True stories of old Houston and Houstonians: historical and personal sketches / by S. O. Young.

HOUSTON AND HOUSTONIANS 99
way any day and any time of day and find enough of it to last
him for a week or two, or until he could get his eyes sufficiently
open to see to get back for more. The fights were all fair and
square, too; no doubling up or having a big boy jump on a
smaller one. A boy had to tackle "a fellow of his size." The
rules of the game were simple, too, and no deadly insult or loudly
proclaimed challenge was necessary. The simple fact that a
big boy from another part of town had dared to show himself
at their favorite swimming' hole or town ball games was taken as
all sufficient casus belli and active hostilities were at once
under way.
The Fourth Ward was the best equipped of all for warfare,
for a larger number of big boys and good fighters lived there,
but what is now the Third Ward but which then was in two or
three divisions, was not far behind. There were three gangs
in this territory, but none of them had brilliant leaders. There
were too many of them nearly evenly matched to admit of anything
like leadership. I remember many battles royal that took
place down at the arsenal swimming hole, which was a favorite
battle ground, between the Howard boys, Mag and Vic Rogers,
Bud and Prat Mathews, Henry and Jif Thompson, John and
Milt McGowan, Joe Wills, Hiram and Bily Church and a number
of others whose names I have forgotten. I was a little fellow
and therefore immune from attack, being protected by my size,
but occasionally, quite often as a matter of fact, they would
produce a boy of my size and I would have to fight for the
privilege of remaining there.
Those who remember the quiet, good-natured gentleman that
Dr. James Blake grew up to be will no doubt be surprised to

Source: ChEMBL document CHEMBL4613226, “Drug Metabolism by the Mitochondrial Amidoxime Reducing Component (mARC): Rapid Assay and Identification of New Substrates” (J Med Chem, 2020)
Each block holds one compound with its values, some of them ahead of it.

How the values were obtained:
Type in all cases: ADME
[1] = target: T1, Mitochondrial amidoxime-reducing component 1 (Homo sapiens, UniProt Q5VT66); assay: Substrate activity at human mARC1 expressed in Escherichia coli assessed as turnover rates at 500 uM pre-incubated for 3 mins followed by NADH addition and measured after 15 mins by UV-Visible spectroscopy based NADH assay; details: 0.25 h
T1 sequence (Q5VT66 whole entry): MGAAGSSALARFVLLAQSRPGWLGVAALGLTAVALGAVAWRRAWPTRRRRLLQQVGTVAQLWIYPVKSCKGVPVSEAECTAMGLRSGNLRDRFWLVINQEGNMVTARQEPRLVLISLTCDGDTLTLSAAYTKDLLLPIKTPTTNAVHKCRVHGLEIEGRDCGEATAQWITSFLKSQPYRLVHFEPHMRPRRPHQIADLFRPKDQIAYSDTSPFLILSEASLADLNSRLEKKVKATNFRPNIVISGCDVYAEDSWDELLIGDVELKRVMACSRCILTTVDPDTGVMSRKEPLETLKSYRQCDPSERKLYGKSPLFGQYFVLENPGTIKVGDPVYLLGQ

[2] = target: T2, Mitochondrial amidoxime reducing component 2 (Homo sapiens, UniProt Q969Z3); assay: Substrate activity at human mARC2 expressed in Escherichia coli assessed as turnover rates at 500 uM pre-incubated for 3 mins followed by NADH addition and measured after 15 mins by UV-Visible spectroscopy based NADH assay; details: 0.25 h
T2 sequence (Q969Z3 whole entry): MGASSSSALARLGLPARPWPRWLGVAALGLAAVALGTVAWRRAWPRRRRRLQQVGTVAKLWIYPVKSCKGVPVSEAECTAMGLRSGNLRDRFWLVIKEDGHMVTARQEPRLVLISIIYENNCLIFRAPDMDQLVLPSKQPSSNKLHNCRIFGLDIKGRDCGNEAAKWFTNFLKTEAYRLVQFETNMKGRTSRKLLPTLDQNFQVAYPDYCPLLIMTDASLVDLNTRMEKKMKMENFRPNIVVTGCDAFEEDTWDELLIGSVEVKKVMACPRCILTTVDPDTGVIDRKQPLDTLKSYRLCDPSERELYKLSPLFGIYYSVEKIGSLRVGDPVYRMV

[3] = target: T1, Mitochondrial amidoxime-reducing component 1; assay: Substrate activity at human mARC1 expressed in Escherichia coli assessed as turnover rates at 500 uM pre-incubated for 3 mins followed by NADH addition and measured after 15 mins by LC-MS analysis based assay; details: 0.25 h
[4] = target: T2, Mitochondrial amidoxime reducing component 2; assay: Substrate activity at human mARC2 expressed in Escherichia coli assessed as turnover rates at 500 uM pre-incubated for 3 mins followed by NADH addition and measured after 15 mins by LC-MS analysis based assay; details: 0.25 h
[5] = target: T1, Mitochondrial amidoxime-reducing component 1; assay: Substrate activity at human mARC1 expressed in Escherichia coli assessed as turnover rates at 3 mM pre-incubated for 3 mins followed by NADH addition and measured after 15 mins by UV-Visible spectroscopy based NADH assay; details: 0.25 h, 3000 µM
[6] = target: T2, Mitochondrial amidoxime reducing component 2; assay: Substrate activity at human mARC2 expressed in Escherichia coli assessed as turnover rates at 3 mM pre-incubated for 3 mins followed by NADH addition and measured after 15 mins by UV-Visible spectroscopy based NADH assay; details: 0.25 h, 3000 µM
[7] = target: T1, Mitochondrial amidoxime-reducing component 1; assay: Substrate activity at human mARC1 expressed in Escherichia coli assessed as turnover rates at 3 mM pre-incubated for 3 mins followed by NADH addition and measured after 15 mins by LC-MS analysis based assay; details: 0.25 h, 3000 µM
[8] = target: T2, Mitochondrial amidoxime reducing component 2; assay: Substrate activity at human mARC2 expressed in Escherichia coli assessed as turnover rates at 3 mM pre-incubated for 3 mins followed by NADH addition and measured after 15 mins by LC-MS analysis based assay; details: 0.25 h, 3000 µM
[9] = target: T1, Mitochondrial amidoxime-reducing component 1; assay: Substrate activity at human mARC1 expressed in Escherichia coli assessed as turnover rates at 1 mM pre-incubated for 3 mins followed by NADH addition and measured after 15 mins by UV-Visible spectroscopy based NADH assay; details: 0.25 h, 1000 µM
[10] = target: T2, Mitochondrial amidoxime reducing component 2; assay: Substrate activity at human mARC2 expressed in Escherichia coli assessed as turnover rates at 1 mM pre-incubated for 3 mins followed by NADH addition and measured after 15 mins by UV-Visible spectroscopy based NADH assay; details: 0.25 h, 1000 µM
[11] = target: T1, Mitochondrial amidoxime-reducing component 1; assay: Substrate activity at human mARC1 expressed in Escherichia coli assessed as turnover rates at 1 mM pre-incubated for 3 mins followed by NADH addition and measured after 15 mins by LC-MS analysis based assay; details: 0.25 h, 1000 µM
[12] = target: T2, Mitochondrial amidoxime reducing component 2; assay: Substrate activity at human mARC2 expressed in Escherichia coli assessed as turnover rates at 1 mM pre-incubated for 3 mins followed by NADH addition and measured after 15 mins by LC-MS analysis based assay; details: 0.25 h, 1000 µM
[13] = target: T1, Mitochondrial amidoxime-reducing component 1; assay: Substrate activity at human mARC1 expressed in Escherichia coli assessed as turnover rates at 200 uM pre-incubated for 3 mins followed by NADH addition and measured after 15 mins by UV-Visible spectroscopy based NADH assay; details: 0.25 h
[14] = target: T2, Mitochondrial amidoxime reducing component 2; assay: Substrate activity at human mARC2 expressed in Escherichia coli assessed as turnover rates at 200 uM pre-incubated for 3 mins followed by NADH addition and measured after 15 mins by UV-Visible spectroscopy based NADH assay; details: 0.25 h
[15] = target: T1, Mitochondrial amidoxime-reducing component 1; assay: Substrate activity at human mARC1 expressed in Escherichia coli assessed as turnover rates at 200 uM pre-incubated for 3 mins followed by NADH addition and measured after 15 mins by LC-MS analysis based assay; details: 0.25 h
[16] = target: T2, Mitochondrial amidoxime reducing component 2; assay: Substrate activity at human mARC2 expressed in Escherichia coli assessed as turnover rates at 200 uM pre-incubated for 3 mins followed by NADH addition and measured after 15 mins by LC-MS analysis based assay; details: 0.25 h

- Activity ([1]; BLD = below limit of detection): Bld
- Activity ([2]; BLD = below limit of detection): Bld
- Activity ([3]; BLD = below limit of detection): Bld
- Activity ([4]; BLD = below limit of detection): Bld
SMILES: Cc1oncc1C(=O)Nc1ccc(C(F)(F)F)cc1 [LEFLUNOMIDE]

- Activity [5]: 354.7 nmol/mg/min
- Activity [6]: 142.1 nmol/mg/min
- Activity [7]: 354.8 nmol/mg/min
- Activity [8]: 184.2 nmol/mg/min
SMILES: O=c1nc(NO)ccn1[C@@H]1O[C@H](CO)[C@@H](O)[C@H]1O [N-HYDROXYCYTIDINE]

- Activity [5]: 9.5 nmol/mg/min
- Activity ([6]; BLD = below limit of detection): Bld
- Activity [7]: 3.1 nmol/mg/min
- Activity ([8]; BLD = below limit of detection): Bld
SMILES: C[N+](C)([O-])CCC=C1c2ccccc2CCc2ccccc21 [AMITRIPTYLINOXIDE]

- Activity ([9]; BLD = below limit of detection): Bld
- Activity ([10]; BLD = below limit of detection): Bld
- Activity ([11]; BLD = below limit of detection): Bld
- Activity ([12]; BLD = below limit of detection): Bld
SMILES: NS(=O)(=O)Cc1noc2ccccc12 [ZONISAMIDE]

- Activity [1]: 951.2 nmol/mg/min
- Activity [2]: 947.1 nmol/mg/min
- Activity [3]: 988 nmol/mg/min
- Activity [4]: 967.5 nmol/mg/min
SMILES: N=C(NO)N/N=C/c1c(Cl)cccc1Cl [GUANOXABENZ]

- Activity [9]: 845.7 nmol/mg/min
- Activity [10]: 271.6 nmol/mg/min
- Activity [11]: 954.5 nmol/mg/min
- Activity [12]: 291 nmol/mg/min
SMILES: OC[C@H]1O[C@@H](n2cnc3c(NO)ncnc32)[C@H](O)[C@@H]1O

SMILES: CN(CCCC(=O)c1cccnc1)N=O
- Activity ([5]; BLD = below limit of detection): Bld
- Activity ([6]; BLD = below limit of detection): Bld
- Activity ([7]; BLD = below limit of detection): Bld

hear that he was one of the greatest scrappers of his day when
a boy. He was terribly handicapped by his size, for he was a
great big boy for his age and always had to fight up hill, that
is, go against boys of his size but who were much older than
he. If no such material was at hand he would take on two
boys smaller than himself, and I remember on one occasion he
became over zealous and took on three with the result that he
got beaten nearly to death. As I remarked, those were fair
fights. No knives, sticks, bricks or other weapons were used
and the strange part was that very little anger or temper was
ever shown. Five minutes after a fight the boys were as good
friends as ever and never bore ill will or resentment toward
each other.
It was really a painful and trying thing for a Houston boy to
have to go to Galveston or for a Galveston boy to have to come
to Houston, for in either case the visit was simply a continual
round of fights. Then as now the Galveston boys were "sandcrabs,"
while the Houston boys were "mudcats," though the ue
of such names was considered a deadly insult then and alway
resulted in a fight.
I understand that it is not considered the proper thing for
school boys to fight now and that there are any number of them

Young, Samuel Oliver. True stories of old Houston and Houstonians: historical and personal sketches / by S. O. Young.. Galveston, Texas. The Portal to Texas History. http://texashistory.unt.edu/ark:/67531/metapth24646/. Accessed August 21, 2014.